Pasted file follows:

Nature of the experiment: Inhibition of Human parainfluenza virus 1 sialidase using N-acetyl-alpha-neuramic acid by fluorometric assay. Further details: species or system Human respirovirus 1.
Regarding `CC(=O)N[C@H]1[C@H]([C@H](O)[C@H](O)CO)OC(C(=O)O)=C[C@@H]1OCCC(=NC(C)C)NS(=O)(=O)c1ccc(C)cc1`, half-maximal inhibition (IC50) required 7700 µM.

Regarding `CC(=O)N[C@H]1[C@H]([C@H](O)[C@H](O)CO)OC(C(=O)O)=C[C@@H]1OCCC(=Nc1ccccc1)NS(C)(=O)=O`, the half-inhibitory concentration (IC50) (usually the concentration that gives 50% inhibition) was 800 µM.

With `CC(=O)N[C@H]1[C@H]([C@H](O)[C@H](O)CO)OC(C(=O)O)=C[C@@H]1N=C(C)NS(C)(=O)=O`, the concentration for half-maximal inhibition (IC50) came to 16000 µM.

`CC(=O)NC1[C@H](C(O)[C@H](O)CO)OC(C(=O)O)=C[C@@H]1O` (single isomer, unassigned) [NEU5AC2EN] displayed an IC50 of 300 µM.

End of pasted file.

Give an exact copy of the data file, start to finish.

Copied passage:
Nature of the experiment: Inhibition of Human parainfluenza virus 1 sialidase using N-acetyl-alpha-neuramic acid by fluorometric assay. Further details: species or system Human respirovirus 1.
Regarding `CC(=O)N[C@H]1[C@H]([C@H](O)[C@H](O)CO)OC(C(=O)O)=C[C@@H]1OCCC(=NC(C)C)NS(=O)(=O)c1ccc(C)cc1`, half-maximal inhibition (IC50) required 7700 µM.

Regarding `CC(=O)N[C@H]1[C@H]([C@H](O)[C@H](O)CO)OC(C(=O)O)=C[C@@H]1OCCC(=Nc1ccccc1)NS(C)(=O)=O`, the half-inhibitory concentration (IC50) (usually the concentration that gives 50% inhibition) was 800 µM.

With `CC(=O)N[C@H]1[C@H]([C@H](O)[C@H](O)CO)OC(C(=O)O)=C[C@@H]1N=C(C)NS(C)(=O)=O`, the concentration for half-maximal inhibition (IC50) came to 16000 µM.

`CC(=O)NC1[C@H](C(O)[C@H](O)CO)OC(C(=O)O)=C[C@@H]1O` (single isomer, unassigned) [NEU5AC2EN] displayed an IC50 of 300 µM.